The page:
TORONTO — Nearly half of all existing mortgages in Canada will need to be renewed this year, substantially more than in prior years, according to a new report, amid rising interest rates and new rules that make it tougher for some borrowers to shop around.
A CIBC Capital Markets report suggests an estimated 47 per cent of all existing mortgages will need to be refinanced in 2018, up from the 25 to 35 per cent range in a typical year.
The increase is an unintended consequence of various rounds of regulatory changes in the past few years aimed at reducing risk coupled with rising house prices that made it harder for homebuyers to qualify, said Ian Pollick, CIBC’s executive director and head of North American Rates Strategy in a report released Tuesday.
“Over the past two to three years, as home prices have risen unchecked, you’ve had people trying to get into the housing market unable to afford longer term mortgages and taken out short-term mortgages,” he said in an interview. “And in 2018, everything is falling on top of one another.”
The increase in renewals comes as mortgage rates have been rising.
Recent Bank of Canada interest rate hikes have pushed up variable rate mortgage rates, while five-year fixed rates up about half a percentage point compared with a year ago as yields on the bond market, where the big banks raise money, have been on the rise since late last year due to an improved economic outlook.
Meanwhile, new lending guidelines introduced this year stipulate that homeowners looking to renew their uninsured mortgages are subject to a new stress test, unless they stick with their existing provider, hobbling their ability to seek out a more competitive rate.
Under the tighter lending guidelines, known as B20, homebuyers seeking a loan from a federally regulated lender must prove they can service their uninsured mortgage at a qualifying rate of the greater of the contractual mortgage rate plus two percentage points or the five-year benchmark rate published by the Bank of Canada. An existing stress test already requires those with insured mortgages to qualify at the central bank’s benchmark five-year mortgage rule.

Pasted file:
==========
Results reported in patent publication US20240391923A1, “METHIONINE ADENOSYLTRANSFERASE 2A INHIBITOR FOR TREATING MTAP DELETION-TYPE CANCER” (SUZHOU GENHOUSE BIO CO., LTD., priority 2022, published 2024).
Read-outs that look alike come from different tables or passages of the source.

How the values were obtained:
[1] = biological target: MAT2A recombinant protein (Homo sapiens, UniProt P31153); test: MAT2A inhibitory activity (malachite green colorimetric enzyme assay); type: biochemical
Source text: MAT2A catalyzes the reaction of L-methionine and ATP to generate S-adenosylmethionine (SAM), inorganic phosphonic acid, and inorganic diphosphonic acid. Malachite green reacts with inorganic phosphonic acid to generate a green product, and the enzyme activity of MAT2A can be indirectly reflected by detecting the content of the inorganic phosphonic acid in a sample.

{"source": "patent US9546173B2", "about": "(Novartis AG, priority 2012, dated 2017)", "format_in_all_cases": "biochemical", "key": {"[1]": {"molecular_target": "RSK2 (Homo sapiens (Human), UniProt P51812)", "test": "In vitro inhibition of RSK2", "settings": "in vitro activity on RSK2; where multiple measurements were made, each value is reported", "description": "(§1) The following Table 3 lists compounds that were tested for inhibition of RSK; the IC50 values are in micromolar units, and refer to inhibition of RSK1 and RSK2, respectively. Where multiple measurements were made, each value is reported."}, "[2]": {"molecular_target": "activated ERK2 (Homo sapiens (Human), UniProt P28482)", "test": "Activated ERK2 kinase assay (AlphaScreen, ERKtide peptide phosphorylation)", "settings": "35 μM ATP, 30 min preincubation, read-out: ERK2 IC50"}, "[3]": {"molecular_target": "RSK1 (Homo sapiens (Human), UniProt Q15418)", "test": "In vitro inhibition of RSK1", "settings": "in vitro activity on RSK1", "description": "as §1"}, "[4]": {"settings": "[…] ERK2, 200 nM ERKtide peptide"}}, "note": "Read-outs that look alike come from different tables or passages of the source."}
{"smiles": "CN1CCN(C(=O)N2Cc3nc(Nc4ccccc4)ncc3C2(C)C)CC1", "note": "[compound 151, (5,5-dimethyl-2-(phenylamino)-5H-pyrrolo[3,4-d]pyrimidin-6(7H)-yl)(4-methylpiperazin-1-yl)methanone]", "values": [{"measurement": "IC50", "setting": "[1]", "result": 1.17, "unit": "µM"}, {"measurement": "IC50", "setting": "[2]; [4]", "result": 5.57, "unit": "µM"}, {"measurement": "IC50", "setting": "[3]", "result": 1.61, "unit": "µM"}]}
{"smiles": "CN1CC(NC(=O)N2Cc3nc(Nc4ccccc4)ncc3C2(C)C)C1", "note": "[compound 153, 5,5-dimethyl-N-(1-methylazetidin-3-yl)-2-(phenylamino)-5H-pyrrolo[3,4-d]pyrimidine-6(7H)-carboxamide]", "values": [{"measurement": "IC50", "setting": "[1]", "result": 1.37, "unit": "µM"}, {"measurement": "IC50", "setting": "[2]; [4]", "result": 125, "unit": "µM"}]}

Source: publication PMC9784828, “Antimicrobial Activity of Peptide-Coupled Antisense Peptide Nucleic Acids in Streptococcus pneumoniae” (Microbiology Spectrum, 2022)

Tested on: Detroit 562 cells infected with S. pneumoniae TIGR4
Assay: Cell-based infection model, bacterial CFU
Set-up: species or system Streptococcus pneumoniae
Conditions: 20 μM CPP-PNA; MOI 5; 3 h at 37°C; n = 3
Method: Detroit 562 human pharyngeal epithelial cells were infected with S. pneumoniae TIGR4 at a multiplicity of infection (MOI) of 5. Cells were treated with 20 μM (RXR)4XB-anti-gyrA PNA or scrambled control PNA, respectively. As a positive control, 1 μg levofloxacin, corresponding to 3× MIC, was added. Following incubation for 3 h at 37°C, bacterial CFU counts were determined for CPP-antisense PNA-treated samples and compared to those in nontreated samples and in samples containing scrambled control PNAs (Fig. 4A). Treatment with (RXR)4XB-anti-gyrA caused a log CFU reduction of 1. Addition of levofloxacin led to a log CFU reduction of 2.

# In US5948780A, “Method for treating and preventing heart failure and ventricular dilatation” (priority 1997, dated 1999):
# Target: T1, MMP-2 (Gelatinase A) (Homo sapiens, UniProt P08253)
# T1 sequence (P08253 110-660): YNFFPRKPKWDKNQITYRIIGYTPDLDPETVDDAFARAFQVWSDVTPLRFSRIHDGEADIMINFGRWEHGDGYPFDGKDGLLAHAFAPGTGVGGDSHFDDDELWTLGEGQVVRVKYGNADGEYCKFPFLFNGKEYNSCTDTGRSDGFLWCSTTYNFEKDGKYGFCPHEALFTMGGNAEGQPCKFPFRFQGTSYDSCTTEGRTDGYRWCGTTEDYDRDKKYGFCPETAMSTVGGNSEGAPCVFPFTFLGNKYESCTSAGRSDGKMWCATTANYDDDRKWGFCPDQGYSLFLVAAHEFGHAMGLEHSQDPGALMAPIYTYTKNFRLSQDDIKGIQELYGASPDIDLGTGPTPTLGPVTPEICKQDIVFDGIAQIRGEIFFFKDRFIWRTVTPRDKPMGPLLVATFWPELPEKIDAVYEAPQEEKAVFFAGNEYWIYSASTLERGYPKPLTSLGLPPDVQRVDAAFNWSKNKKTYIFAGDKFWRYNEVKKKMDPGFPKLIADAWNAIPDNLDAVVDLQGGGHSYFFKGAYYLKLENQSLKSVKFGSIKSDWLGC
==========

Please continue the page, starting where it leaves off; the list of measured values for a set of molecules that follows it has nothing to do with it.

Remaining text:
However, borrowers who renew their uninsured mortgage with their existing lender are not subject to the new stress test, which took effect Jan. 1.
In turn, there is less incentive for lenders to offer lower rates to compete for market share, as they did during the so-called “mortgage wars” roughly five years ago.
“Some of their customers won’t be able to leave the bank,” said Scott Hannah, president and chief executive of the Credit Counselling Society. “Where is the motivation for financial institutions to offer the best rate?”
Craig Alexander, chief economist for the Conference Board of Canada, said the new underwriting guidelines were necessary to limit the growth in household debt and contain the associated risks.
“It’s just going to be a shock for some Canadians when they go shopping for a mortgage,” he said.
Mortgage broker network Dominion Lending Centres spokesman Dave Teixeira said clients looking to switch do have other options, such as credit unions which are provincially regulated and not required to implement the stress test. However, it is taking longer for its brokers to find another suitable lender, he added.
Alexander said Canadians will likely renew their mortgages at rates higher than they have currently, which will have a financial impact. He expects the share of income going towards servicing household debt to rise over the coming year, contributing to the trend of slowing consumer spending.
However, the economist stressed that interest rates still remain “incredibly low” and he does not expect the central bank to raise rates until next year.
“They have increased from where they were, but when you look at debt service costs for Canadians, they’re still quite manageable, except for a very small portion of the population,” Alexander said.
Research conducted by CIBC Economics suggests that just 20 per cent of all outstanding mortgage and non-mortgage debt is exposed to higher rates, said Pollick.
“This is a small proportion and, should have limited near-term ramifications,” he said. “Over time, as interest rates continue to rise, it will at some point in the future restrict consumption patterns.”
Armina Ligaya, The Canadian Press